“In recent days, there has been some welcome rowing back on the Chancellor’s comments which seemed to rule out alignment. Trying to flex the UK’s new trading muscles may go down well with some audiences at home, but it risks becoming detached from the reality of trying to maintain a critical trading relationship with our partners on the continent.

“Costly new checks and processes – and potentially tariffs on some of our food products – will act as a major new barrier to trade with our biggest single export market. Scotland sold £2 billion of food and drink to the EU last year, and with ingredient imports flowing the other way, the implications of barriers to trade cannot be overestimated.

“Frictionless trade is particularly important for Scotland’s unrivalled stock of perishable produce, where time is of the essence. Around 7.5% of Scottish red meat sales are to customers in the EU. That may seem like a small percentage, but for Scotch lamb, exports to the EU equate to a quarter of all sales, underpinning Scotland’s fragile sheep sector.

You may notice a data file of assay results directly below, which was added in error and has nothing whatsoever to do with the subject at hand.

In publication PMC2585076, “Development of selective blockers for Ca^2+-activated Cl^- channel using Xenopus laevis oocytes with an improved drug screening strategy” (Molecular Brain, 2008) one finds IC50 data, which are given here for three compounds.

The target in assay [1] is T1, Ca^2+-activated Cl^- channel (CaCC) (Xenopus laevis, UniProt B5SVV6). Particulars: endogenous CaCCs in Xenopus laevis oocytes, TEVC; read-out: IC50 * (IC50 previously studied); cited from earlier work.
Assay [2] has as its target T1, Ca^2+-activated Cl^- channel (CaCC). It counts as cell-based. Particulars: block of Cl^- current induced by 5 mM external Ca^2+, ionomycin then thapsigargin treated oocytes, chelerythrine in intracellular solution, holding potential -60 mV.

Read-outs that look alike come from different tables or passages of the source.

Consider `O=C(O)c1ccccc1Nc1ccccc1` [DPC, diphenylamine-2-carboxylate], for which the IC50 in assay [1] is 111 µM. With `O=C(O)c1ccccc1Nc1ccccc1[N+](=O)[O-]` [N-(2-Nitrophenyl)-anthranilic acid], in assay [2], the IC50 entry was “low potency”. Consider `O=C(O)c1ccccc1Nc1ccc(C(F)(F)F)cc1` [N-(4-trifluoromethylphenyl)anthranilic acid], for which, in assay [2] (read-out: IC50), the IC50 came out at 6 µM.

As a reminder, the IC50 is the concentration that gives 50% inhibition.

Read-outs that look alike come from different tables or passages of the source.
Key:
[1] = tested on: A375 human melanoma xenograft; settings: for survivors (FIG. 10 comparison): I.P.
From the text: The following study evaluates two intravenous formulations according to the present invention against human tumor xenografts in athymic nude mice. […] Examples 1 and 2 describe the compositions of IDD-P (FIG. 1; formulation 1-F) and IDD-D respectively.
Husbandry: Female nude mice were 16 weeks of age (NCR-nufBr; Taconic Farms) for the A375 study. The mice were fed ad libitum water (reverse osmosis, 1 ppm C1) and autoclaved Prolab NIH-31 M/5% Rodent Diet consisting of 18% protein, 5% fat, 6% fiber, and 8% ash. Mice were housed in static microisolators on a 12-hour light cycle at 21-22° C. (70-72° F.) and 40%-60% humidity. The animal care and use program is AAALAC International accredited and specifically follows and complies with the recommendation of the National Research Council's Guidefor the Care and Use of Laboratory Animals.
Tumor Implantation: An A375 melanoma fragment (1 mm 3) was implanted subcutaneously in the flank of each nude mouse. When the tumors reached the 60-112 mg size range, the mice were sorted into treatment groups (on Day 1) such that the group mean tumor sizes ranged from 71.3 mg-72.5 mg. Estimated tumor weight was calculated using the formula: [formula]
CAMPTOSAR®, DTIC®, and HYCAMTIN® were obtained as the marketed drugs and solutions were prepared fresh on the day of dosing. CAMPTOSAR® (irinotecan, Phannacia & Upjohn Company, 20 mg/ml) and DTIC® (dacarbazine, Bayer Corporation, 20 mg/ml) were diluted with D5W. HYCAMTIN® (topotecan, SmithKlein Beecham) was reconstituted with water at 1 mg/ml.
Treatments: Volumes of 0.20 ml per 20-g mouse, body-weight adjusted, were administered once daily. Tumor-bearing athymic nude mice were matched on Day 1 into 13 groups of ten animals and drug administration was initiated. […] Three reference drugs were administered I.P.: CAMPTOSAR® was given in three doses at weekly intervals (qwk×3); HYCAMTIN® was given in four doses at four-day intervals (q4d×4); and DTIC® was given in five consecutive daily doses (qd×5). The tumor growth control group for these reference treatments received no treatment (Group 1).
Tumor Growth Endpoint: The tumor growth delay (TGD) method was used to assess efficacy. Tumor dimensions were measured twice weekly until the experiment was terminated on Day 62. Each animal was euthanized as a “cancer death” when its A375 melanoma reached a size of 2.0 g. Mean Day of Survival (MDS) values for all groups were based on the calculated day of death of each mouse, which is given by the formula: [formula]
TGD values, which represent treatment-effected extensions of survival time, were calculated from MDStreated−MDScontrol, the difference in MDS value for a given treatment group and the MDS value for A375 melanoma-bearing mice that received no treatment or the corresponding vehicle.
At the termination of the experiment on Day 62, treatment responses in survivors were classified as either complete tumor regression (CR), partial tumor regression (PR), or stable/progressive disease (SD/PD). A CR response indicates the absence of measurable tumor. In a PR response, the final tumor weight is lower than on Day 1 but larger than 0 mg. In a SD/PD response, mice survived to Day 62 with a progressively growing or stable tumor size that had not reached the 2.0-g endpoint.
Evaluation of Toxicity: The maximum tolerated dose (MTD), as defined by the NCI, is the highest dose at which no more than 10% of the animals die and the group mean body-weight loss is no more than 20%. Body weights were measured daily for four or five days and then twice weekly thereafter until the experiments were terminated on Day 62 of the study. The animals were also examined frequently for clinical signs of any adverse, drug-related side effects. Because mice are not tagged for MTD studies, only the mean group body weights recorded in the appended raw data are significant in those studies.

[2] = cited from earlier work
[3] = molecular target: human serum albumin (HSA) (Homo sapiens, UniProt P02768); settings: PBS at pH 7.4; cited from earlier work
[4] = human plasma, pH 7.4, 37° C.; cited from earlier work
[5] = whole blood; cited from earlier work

“Tariffs anywhere close to WTO levels could increase the price of our products in the EU market by more than 50%. While seafood doesn’t face the same scale of tariff threat, additional bureaucratic costs and the associated risk of delays is a real concern.”

James Withers does, however, see a silver lining to what looks like a very dark cloud, adding: “To strike a positive note though, new country trade agreements may open up alternative market opportunities beyond the EU. The Scotland Food & Drink Export Partnership – a government and industry project which is driving exports from Scotland – is assessing these opportunities and developing a plan to harness them.

“The work of one partner, Quality Meat Scotland, to develop red meat export markets beyond the EU has never been more important. The Canadian, US, Japanese and Chinese markets are all opening up.